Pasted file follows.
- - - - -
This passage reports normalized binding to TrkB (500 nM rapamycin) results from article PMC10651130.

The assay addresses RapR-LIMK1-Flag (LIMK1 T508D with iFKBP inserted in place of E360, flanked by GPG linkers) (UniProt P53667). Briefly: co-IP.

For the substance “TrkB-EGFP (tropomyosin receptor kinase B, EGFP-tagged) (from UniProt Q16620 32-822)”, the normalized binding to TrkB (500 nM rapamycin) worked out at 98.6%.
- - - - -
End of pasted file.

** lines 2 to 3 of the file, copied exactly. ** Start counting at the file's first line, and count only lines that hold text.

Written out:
The assay addresses RapR-LIMK1-Flag (LIMK1 T508D with iFKBP inserted in place of E360, flanked by GPG linkers) (UniProt P53667). Briefly: co-IP.

For the substance “TrkB-EGFP (tropomyosin receptor kinase B, EGFP-tagged) (from UniProt Q16620 32-822)”, the normalized binding to TrkB (500 nM rapamycin) worked out at 98.6%.